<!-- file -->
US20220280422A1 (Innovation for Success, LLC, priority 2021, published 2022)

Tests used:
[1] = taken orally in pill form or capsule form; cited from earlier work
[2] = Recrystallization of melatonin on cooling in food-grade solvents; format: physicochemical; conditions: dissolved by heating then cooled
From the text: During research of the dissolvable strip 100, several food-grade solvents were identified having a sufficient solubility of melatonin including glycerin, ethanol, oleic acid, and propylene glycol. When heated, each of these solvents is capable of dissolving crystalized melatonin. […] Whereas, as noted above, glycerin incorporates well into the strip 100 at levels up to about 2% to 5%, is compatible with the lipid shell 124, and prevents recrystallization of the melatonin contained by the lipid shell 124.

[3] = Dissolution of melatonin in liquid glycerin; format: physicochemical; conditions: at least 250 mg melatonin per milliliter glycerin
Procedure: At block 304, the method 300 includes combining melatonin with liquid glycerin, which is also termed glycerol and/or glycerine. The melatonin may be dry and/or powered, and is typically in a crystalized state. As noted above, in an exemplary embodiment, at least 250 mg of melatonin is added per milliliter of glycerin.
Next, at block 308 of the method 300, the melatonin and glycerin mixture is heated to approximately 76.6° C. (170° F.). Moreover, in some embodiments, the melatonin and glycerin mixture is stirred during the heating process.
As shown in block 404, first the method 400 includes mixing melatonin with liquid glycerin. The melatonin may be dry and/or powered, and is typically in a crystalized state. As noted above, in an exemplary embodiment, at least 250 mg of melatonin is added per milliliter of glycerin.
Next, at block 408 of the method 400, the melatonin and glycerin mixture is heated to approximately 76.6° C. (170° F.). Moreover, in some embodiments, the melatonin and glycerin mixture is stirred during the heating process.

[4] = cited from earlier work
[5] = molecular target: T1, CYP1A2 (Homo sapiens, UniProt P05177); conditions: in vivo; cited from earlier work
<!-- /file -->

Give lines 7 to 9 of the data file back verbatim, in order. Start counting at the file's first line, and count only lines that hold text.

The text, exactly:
Procedure: At block 304, the method 300 includes combining melatonin with liquid glycerin, which is also termed glycerol and/or glycerine. The melatonin may be dry and/or powered, and is typically in a crystalized state. As noted above, in an exemplary embodiment, at least 250 mg of melatonin is added per milliliter of glycerin.
Next, at block 308 of the method 300, the melatonin and glycerin mixture is heated to approximately 76.6° C. (170° F.). Moreover, in some embodiments, the melatonin and glycerin mixture is stirred during the heating process.
As shown in block 404, first the method 400 includes mixing melatonin with liquid glycerin. The melatonin may be dry and/or powered, and is typically in a crystalized state. As noted above, in an exemplary embodiment, at least 250 mg of melatonin is added per milliliter of glycerin.